Following up on Adam's post on the latest call for a federal bailout of big-spending California, a new Rasmussen poll finds that a majority of voters reject the idea of a Golden State bailout. That sentiment holds even when the issue is framed as a choice between a bailout or massive cuts in welfare and entitlement programs:
[California Governor Arnold] Schwarzenegger reportedly intends to ask this week for a federal bailout to keep his state from going bankrupt. But most voters have never been fans of any kind of federal bailout, and most continue to oppose a bailout for California, even when told what specific budget cuts may be necessary.
A new Rasmussen Reports national telephone survey shows just 27% of voters nationwide believe the federal government should provide bailout funding for California. Fifty-five percent (55%) think the federal government should let the state go bankrupt instead. Seventeen percent (17%) are not sure.
No matter how you frame the choice for voters, bailing out California is unpopular.
Schwarzenegger himself has said that California may seek $8 billion in federal funding assistance. When we ask about that request without mentioning the trade-off of filing bankruptcy, only 16% of voters nationally favor the bailout. Sixty-eight percent (68%) oppose an $8-billion bailout for California, with another 16% undecided.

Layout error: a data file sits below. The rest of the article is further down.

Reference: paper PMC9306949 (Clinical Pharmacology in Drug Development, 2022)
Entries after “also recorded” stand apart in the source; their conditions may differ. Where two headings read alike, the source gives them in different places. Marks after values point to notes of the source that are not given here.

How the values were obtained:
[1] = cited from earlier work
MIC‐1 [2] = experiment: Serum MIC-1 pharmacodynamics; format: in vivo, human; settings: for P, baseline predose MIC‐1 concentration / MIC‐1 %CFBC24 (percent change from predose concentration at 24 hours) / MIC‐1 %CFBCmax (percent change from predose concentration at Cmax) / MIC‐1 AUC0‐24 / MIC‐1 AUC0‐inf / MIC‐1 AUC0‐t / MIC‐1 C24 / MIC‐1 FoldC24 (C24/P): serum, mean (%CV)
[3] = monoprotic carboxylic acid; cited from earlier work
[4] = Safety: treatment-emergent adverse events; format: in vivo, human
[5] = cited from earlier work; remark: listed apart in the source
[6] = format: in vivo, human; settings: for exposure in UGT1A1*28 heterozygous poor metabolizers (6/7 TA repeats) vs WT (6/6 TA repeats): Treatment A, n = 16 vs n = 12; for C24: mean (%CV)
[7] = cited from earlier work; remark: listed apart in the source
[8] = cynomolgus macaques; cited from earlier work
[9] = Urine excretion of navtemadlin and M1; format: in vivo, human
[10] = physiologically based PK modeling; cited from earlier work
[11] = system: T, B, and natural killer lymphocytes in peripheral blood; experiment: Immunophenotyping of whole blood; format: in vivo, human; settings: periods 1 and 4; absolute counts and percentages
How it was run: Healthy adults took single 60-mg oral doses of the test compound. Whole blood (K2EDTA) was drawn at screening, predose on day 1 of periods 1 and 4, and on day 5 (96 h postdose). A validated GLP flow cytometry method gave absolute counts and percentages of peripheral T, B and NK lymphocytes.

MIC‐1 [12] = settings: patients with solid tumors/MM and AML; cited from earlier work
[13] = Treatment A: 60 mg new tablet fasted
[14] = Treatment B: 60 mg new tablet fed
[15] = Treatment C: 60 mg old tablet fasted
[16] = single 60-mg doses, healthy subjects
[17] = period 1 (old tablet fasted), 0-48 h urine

Without the federal bailout, Schwarzenegger has said California will have to cut back the state's main welfare program and reduce health care services for the disabled and elderly. He also says a 14% cut in pay for state workers may be necessary.
Just 33% of voters nationwide favor a bailout to avoid these cuts on the state level. However, 53% say the state should cut back on welfare programs, health services and the state payroll. Fourteen percent (14%) aren't sure.
The evidence continues to mount that, despite conventional political wisdom, most voters are more concerned with fiscal responsibility in their statehouses than preserving unsustainable state government programs at all costs. This creates a huge opportunity for policymakers to build public support for aggressive reform agendas that include privatization, streamlining, program/agency elimination, budget process reinvention and a variety of other smart strategies to reduce the price of government.